Giuliani Probe Heats Up With Search Warrant Executed At His Apartment

Rudy Giuliani, a lawyer for President Donald Trump, speaks during a news conference on legal challenges to vote counting in Pennsylvania, Wednesday, Nov. 4, 2020, in Philadelphia. At left is Lara Trump, daughter-in-l... Rudy Giuliani, a lawyer for President Donald Trump, speaks during a news conference on legal challenges to vote counting in Pennsylvania, Wednesday, Nov. 4, 2020, in Philadelphia. At left is Lara Trump, daughter-in-law of President Trump. (AP Photo/Matt Slocum) MORE LESS
April 28, 2021 12:14 p.m.

After months of being stymied by Trump-appointed leadership at the Justice Department, the federal investigation into Rudy Giuliani escalated with a search of his office and home Wednesday, the New York Times reported, as part of an investigation into his Ukraine-related conduct.  A source familiar with the probe confirmed to TPM that a search warrant was executed on Giuliani’s office and home Wednesday morning.

Giuliani’s attorney Robert Costello confirmed the searches to the Times and to the Wall Street Journal. Costello told the Journal the warrant was seeking communications that Giuliani had with John Solomon, a journalist who was a conduit in the efforts by Trump allies to smear Joe Biden in 2019. Electronic devices were seized in the search, which began at around 6 a.m. ET, according to Costello’s account to the Journal.

The FBI also searched the D.C.-area home of Victoria Toensing on Wednesday, another attorney involved with Giuliani in the Ukraine dirt-digging attempt, the New York Times reported.

Investigators have been probing Giuliani’s business dealings in Ukraine, and how those dealings related to his efforts to oust the U.S. ambassador there. Giuliani’s Ukraine meddling was the focus of the 2019 impeachment proceedings against President Trump, which examined how Trump and his allies, including the former New York mayor, pressured Ukrainian officials to dig up dirt on Biden.

Get TPM in your inbox, twice weekly.
Your subscription could not be saved. Please try again.
Your subscription has been successful.

The warrant cited potential violations of foreign lobbying rules, according to Costello’s account to the Journal. Costello called the searches “legal thuggery” and told the Times that Giuliani had expressed a willingness to answer prosecutors’ questions as long as they didn’t involve his conversations with Trump that were covered by attorney-client privileged.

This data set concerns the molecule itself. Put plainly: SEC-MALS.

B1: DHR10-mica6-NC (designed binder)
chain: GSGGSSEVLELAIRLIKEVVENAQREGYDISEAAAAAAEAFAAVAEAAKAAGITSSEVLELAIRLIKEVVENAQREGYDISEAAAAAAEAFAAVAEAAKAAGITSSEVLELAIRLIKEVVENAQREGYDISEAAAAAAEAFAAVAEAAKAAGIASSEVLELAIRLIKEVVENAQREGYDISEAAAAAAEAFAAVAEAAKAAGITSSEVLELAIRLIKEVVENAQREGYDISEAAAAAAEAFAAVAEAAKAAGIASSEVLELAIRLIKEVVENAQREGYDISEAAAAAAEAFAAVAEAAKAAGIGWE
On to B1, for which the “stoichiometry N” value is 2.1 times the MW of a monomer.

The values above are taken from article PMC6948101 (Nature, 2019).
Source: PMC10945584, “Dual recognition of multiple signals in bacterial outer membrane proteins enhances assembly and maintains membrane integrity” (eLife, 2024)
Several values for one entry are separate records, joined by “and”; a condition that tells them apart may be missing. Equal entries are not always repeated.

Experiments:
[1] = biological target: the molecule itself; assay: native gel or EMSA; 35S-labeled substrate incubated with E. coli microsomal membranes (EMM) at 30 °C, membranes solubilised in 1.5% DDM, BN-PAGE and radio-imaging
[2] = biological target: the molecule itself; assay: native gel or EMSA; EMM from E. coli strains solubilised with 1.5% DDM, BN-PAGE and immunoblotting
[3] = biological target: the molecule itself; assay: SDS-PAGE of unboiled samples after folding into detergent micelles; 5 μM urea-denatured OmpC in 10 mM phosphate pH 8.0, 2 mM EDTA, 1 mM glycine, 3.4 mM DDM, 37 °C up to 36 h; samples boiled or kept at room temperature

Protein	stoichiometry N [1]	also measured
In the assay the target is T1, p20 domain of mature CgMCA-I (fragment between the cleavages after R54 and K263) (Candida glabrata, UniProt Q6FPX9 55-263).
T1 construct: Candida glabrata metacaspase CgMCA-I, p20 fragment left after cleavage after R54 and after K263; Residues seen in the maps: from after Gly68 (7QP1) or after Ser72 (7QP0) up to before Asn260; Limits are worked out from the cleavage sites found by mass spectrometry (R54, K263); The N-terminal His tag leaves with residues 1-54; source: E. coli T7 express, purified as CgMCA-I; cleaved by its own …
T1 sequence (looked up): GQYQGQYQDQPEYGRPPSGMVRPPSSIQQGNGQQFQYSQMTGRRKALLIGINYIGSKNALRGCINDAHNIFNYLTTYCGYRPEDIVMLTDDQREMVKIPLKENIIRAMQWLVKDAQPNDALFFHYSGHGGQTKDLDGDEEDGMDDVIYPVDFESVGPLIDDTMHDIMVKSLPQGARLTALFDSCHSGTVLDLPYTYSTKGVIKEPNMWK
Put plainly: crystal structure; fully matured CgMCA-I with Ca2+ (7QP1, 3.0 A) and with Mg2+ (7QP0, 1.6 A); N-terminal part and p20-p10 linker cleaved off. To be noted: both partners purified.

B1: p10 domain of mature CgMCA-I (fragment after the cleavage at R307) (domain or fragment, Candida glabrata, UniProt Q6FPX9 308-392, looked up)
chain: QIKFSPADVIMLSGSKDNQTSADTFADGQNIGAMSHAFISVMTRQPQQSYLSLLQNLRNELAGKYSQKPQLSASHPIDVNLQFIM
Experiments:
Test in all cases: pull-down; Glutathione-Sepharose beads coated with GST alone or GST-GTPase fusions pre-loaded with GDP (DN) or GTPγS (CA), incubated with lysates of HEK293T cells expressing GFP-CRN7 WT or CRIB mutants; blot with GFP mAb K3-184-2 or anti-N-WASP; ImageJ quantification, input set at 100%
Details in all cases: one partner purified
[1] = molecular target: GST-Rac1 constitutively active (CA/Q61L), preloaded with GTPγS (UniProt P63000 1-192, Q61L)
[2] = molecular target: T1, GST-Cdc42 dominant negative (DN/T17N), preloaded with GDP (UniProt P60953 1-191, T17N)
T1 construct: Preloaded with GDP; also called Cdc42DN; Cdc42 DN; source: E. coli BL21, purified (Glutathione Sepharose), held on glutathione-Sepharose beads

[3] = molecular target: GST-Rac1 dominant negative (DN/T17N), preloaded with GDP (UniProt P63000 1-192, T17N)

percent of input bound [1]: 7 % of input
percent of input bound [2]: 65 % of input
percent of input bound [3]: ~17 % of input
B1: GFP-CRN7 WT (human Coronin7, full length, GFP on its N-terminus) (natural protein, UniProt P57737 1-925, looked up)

The investigation has been spearheaded by federal prosecutors in Manhattan. They and their FBI counterparts first began considering seeking the search warrant last summer, according to the Times. But they were unable to get approval for the warrant from the leadership in the Justice Department’s D.C. headquarters, the Times said, in part because of the election that was approaching. (The DOJ has a policy avoiding public investigatory actions in the weeks leading up to the election that could affect the election). Those prosecutors tried to get the okay for the warrant again after the election, according to the Times, and again faced objections from leadership, who pointed to Trump’s ongoing challenges to the election results.

The Justice Department cleared the way for the search warrant after the Senate confirmed Attorney General Merrick Garland.

The Manhattan U.S. Attorney’s office has been investigating Giuliani’s Ukraine since at least August 2019. Two of the associates Giuliani worked with in his Ukraine dirt-digging campaign,   Lev Parnas and Igor Fruman, were charged in September 2019 for campaign finance violations.

Latest News
Comments are now Members-Only

Non-members are still able to read comments, but will no longer be able to participate. To join the conversation, sign up now and get:

30% Off Annual Prime Membership

TPM strives to build as inclusive a community as financially possible. We offer FREE memberships to those experiencing financial hardship and FREE memberships for students.

View all options
Masthead Masthead
Founder & Editor-in-Chief:
Executive Editor:
Managing Editor:
Associate Editor:
Editor at Large:
General Counsel:
Head of Product:
Director of Technology:
Associate Publisher:
Front End Developer:
Senior Designer: